No one would remember the Good Samaritan if he’d only had good intentions; he had money as well. — Margaret Thatcher
Don’t you love being friends with a gift-giver? These friends are special. They’re detail people who know your drink order at Starbucks better than your barista does. And, on a day when they see you’re feeling down, they’ll drop one off at your desk. They’re the card senders and handwritten-letter writers. They’re the ones who spend time wrapping the present just right, because giving isn’t about what’s inside the box; it’s about the experience.
If you aren’t one of those naturally gifted gift-giving people, it’s okay. You’re still indwelt by the Spirit of generosity. Not only can we learn the way of giving, but we can thrive in it.
But material giving requires monetary resources, doesn’t it? Of course we can give of our time and talents, but Scripture also shows us that caring for people requires the means to do so. If we’re going to follow the example of the Good Samaritan, we have to have some cash on our donkey.
“A man was going down from Jerusalem to Jericho, when he was attacked by robbers. They stripped him of his clothes, beat him and went away, leaving him half dead … But a Samaritan, as he traveled, came where the man was … bandaged his wounds, pouring on oil and wine. … The next day he took out two denarii and gave them to the innkeeper. ‘Look after him,’ he said, ‘and when I return, I will reimburse you for any extra expense you may have.’” (Luke 10:30-35)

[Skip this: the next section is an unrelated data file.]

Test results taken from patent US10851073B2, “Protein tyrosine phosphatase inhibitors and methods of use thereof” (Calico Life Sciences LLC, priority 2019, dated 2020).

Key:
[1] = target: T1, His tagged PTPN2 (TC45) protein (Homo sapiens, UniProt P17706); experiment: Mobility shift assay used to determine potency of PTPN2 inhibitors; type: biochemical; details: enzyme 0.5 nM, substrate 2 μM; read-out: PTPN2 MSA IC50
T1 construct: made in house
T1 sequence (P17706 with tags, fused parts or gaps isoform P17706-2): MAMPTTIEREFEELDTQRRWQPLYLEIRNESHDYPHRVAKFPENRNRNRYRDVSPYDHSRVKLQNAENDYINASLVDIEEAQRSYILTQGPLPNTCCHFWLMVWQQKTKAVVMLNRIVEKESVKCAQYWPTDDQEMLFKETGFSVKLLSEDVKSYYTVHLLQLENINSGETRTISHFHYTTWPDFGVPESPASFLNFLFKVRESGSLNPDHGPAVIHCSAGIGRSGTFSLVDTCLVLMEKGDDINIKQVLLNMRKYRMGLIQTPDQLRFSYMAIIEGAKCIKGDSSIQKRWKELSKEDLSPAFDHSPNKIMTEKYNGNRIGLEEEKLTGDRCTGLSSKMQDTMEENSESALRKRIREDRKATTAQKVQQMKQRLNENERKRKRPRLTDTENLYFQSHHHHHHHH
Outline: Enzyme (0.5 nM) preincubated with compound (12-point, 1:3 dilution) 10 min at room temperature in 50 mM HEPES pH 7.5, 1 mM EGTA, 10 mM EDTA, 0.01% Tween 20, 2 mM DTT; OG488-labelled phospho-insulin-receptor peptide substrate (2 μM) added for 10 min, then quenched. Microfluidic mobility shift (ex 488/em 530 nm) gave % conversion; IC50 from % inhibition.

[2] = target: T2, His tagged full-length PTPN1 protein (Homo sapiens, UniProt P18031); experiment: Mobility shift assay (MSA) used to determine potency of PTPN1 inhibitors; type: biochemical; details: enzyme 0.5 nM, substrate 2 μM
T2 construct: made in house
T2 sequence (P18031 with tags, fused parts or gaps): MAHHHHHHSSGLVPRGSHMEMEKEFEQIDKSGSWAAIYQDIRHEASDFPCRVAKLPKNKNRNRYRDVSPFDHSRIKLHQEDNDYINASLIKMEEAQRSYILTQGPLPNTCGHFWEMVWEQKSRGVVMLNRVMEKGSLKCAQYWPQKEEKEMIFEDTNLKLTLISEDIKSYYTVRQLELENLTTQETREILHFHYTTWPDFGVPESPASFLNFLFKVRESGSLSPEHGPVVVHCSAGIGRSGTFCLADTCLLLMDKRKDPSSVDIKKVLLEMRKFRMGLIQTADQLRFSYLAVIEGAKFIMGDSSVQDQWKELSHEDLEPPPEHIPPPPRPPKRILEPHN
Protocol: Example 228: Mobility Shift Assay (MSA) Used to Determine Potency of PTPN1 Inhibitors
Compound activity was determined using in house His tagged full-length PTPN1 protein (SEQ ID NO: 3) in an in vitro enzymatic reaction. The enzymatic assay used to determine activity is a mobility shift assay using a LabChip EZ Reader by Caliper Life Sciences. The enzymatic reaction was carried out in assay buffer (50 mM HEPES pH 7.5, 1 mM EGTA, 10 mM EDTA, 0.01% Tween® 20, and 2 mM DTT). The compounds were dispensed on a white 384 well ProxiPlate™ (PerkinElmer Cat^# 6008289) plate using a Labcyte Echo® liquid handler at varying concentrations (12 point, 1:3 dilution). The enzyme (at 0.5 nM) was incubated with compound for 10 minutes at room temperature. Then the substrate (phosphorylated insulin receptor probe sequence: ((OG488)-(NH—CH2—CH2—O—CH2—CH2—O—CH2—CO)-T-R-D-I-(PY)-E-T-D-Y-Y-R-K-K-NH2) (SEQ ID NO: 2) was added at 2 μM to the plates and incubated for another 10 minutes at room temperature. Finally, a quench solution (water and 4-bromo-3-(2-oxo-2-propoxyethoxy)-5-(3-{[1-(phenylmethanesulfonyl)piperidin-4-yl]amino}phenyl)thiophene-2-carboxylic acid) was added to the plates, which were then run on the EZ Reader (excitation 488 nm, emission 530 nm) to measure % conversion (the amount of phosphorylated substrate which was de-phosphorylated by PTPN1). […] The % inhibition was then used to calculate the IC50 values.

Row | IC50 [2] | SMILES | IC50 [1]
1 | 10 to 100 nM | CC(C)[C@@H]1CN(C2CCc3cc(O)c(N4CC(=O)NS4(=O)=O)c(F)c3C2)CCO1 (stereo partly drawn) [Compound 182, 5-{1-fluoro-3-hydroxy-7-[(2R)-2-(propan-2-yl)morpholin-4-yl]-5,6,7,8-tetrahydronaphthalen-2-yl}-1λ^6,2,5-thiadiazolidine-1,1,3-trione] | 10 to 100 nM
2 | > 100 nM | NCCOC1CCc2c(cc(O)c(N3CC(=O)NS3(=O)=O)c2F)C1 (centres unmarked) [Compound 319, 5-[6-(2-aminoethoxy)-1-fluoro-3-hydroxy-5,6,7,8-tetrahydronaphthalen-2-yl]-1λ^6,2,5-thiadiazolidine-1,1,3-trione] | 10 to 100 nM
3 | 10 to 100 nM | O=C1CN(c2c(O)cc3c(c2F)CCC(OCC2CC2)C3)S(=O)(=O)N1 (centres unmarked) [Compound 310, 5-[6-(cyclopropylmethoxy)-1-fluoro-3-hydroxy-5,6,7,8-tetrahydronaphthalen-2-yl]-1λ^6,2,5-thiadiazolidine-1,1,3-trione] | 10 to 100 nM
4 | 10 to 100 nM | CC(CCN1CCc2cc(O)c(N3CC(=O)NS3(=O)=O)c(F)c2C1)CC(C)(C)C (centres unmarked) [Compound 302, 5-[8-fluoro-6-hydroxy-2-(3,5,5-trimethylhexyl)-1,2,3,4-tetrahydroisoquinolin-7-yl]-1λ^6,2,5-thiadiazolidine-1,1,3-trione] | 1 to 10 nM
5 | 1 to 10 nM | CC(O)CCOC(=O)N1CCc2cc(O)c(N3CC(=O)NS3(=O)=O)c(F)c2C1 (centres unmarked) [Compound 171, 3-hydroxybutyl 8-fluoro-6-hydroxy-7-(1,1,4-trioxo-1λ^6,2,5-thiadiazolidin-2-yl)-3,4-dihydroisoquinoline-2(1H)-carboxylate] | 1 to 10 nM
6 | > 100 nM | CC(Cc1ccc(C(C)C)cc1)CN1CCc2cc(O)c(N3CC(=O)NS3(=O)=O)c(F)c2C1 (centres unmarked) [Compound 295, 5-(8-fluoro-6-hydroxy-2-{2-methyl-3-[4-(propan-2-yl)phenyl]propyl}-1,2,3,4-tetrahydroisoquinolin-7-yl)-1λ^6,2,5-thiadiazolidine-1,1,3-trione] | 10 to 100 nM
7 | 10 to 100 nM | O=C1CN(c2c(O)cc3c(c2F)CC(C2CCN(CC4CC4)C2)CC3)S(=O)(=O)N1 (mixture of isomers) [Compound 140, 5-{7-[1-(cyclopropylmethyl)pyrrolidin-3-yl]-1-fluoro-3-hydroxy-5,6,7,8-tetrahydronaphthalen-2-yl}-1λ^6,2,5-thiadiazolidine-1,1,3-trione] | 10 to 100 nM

Yes, the Samaritan gave of his time and energy, but he didn’t stop there. Oil and wine were expensive. Two denarii equaled two days’ wages. And the Samaritan promised to return and pay any additional expenses accrued during this man’s healing.
Giving is better than getting, but giving requires you to have the freedom and ability to do so. So when you get out of debt, you get to give a lot more.
If you desire to give—which is a God-given gift of its own—let this desire be the driving force behind getting out of debt. Because generous people have good intentions, time, and resources at their disposal.
Sovereign Lord, the temptation to be distracted by what I don’t have presents itself daily. Free me from the lie that I’m missing out. If debt has its hold on me, I pray for perseverance to pay it off so I can give more in the future. But by faith in You, show me where You want me to give right now today. I pray for Your Spirit to lead so I can learn its rhythm. Amen.
Taken from Pete’s series Finding Freedom in Your Finances.
Listen to Pete, Jill & Stuart Briscoe on the Telling the Truth broadcast at OnePlace.com